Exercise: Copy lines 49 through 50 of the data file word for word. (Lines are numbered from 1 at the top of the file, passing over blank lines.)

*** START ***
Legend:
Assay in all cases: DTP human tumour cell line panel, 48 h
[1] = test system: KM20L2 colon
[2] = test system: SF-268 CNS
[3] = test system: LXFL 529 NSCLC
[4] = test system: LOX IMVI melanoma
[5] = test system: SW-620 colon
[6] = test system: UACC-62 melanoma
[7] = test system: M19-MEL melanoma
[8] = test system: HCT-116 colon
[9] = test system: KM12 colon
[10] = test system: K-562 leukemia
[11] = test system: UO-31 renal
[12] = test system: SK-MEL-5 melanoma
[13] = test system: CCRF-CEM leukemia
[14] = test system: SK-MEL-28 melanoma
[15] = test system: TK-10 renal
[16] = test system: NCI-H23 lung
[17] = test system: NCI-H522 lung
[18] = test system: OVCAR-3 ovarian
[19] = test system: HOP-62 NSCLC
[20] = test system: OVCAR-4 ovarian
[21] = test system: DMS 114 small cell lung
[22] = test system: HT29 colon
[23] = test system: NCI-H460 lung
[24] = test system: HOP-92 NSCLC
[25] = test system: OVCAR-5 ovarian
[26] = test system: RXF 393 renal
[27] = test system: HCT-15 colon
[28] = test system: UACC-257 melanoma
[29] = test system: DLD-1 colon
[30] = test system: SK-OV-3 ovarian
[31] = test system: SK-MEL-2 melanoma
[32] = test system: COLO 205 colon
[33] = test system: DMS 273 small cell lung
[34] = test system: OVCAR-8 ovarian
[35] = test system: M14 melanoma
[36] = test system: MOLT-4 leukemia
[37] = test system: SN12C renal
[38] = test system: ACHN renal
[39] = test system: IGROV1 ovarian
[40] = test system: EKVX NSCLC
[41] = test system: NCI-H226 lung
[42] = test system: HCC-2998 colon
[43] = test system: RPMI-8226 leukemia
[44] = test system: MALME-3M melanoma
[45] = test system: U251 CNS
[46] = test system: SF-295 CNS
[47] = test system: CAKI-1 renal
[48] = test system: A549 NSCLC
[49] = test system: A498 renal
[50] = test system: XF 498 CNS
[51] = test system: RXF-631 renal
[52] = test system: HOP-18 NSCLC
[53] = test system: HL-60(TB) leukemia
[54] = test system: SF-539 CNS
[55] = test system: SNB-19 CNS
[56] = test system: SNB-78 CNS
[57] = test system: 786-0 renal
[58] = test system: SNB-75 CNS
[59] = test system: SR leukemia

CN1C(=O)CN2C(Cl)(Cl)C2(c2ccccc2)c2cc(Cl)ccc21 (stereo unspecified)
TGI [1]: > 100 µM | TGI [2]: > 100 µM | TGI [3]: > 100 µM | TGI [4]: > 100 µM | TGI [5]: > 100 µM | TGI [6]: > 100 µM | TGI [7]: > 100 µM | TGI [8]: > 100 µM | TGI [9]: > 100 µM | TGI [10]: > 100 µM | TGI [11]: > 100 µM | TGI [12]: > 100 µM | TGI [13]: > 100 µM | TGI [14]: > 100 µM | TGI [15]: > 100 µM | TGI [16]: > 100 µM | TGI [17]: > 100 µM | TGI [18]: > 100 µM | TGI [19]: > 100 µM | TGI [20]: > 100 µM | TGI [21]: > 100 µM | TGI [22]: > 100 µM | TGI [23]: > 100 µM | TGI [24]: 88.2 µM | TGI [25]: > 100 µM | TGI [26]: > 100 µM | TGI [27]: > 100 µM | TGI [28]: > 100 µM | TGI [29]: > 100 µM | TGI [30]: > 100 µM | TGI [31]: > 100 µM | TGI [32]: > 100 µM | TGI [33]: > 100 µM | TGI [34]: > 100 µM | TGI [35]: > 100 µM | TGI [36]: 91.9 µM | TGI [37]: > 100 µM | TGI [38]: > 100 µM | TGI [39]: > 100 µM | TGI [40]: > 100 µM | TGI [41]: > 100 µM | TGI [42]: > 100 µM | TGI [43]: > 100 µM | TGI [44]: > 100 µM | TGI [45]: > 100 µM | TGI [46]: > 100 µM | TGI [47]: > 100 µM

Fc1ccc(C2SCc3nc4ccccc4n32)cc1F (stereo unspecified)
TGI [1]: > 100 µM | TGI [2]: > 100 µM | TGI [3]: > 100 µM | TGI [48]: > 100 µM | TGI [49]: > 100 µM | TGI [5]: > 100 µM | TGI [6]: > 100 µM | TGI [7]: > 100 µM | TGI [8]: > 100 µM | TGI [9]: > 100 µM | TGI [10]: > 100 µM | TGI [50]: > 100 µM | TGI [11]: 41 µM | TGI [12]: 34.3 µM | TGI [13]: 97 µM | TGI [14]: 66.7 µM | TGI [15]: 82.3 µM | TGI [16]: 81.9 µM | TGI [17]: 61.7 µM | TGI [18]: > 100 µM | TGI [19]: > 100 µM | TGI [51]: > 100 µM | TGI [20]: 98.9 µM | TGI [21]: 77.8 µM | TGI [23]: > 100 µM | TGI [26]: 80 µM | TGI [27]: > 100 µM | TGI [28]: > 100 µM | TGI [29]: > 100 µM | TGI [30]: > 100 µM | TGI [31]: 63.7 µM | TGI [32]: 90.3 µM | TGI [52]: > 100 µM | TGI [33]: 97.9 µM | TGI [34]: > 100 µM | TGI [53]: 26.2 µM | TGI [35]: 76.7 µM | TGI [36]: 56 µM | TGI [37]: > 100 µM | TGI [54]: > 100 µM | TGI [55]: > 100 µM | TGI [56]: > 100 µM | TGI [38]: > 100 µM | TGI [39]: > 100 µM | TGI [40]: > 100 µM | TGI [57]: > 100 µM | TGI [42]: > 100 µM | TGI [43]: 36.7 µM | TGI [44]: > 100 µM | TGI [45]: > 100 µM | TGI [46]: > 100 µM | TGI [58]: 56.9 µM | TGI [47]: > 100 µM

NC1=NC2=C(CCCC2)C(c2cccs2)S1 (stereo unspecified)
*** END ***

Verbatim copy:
[47] = test system: CAKI-1 renal
[48] = test system: A549 NSCLC